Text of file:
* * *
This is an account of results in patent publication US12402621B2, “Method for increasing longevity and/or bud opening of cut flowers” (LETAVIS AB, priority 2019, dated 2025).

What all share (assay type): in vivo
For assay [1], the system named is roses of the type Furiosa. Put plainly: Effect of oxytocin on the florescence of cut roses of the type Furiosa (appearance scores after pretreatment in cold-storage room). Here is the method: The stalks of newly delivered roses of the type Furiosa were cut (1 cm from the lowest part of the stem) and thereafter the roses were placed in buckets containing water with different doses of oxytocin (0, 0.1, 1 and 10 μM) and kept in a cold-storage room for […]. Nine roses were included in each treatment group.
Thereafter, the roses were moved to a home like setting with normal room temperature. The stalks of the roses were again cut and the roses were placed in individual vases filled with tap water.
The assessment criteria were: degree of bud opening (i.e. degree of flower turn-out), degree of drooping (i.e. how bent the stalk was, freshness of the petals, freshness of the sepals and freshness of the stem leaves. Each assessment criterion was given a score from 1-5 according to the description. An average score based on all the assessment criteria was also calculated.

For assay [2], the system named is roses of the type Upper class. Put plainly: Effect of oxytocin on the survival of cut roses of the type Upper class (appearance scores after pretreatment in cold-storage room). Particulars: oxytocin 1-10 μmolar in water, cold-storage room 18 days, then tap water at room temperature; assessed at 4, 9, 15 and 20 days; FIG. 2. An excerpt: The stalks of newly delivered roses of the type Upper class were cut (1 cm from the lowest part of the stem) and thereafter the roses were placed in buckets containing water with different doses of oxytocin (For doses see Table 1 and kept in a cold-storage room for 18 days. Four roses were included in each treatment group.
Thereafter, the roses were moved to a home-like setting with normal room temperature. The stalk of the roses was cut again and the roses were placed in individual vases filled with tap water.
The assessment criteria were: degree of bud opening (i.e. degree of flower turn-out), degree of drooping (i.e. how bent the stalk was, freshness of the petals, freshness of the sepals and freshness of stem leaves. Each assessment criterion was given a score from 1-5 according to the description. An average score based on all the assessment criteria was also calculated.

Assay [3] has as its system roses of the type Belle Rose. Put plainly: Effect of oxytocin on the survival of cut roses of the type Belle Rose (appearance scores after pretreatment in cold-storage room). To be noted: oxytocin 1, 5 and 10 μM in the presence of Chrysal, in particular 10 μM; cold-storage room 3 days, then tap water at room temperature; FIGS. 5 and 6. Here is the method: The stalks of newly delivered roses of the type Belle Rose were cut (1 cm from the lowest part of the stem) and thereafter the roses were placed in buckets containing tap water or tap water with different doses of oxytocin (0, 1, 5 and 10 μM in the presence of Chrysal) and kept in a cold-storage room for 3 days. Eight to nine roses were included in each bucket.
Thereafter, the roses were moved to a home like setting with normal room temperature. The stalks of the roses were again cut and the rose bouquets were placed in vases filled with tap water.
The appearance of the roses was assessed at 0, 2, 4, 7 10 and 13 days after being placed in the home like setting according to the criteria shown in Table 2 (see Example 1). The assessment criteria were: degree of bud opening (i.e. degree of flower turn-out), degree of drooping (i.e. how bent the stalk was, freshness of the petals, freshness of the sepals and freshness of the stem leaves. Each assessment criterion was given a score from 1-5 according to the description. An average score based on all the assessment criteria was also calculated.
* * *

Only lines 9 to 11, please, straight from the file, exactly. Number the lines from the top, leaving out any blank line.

Assay [3] has as its system roses of the type Belle Rose. Put plainly: Effect of oxytocin on the survival of cut roses of the type Belle Rose (appearance scores after pretreatment in cold-storage room). To be noted: oxytocin 1, 5 and 10 μM in the presence of Chrysal, in particular 10 μM; cold-storage room 3 days, then tap water at room temperature; FIGS. 5 and 6. Here is the method: The stalks of newly delivered roses of the type Belle Rose were cut (1 cm from the lowest part of the stem) and thereafter the roses were placed in buckets containing tap water or tap water with different doses of oxytocin (0, 1, 5 and 10 μM in the presence of Chrysal) and kept in a cold-storage room for 3 days. Eight to nine roses were included in each bucket.
Thereafter, the roses were moved to a home like setting with normal room temperature. The stalks of the roses were again cut and the rose bouquets were placed in vases filled with tap water.
The appearance of the roses was assessed at 0, 2, 4, 7 10 and 13 days after being placed in the home like setting according to the criteria shown in Table 2 (see Example 1). The assessment criteria were: degree of bud opening (i.e. degree of flower turn-out), degree of drooping (i.e. how bent the stalk was, freshness of the petals, freshness of the sepals and freshness of the stem leaves. Each assessment criterion was given a score from 1-5 according to the description. An average score based on all the assessment criteria was also calculated.